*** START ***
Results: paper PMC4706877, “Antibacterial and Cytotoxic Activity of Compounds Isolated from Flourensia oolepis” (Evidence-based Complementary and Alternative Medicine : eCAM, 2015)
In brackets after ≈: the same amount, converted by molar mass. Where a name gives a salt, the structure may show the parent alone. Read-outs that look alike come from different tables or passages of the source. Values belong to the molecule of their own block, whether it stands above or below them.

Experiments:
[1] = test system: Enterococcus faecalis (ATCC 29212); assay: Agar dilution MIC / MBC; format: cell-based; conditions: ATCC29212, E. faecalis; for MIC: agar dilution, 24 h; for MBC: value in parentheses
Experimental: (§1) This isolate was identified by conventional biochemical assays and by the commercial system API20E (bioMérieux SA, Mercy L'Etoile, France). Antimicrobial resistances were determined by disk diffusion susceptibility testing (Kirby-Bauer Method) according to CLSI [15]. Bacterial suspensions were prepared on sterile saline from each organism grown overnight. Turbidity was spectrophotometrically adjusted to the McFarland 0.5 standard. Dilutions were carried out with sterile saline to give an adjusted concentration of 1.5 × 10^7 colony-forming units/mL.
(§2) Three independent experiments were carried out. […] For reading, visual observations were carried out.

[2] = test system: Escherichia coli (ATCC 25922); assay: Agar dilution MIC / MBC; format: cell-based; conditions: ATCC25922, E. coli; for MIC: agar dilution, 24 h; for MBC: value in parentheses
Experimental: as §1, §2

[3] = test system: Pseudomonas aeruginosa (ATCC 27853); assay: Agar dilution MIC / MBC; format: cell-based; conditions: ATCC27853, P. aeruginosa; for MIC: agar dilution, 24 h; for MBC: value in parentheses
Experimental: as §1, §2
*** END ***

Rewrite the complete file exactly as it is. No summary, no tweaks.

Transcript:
Results: paper PMC4706877, “Antibacterial and Cytotoxic Activity of Compounds Isolated from Flourensia oolepis” (Evidence-based Complementary and Alternative Medicine : eCAM, 2015)
In brackets after ≈: the same amount, converted by molar mass. Where a name gives a salt, the structure may show the parent alone. Read-outs that look alike come from different tables or passages of the source. Values belong to the molecule of their own block, whether it stands above or below them.

Experiments:
[1] = test system: Enterococcus faecalis (ATCC 29212); assay: Agar dilution MIC / MBC; format: cell-based; conditions: ATCC29212, E. faecalis; for MIC: agar dilution, 24 h; for MBC: value in parentheses
Experimental: (§1) This isolate was identified by conventional biochemical assays and by the commercial system API20E (bioMérieux SA, Mercy L'Etoile, France). Antimicrobial resistances were determined by disk diffusion susceptibility testing (Kirby-Bauer Method) according to CLSI [15]. Bacterial suspensions were prepared on sterile saline from each organism grown overnight. Turbidity was spectrophotometrically adjusted to the McFarland 0.5 standard. Dilutions were carried out with sterile saline to give an adjusted concentration of 1.5 × 10^7 colony-forming units/mL.
(§2) Three independent experiments were carried out. […] For reading, visual observations were carried out.

[2] = test system: Escherichia coli (ATCC 25922); assay: Agar dilution MIC / MBC; format: cell-based; conditions: ATCC25922, E. coli; for MIC: agar dilution, 24 h; for MBC: value in parentheses
Experimental: as §1, §2

[3] = test system: Pseudomonas aeruginosa (ATCC 27853); assay: Agar dilution MIC / MBC; format: cell-based; conditions: ATCC27853, P. aeruginosa; for MIC: agar dilution, 24 h; for MBC: value in parentheses
Experimental: as §1, §2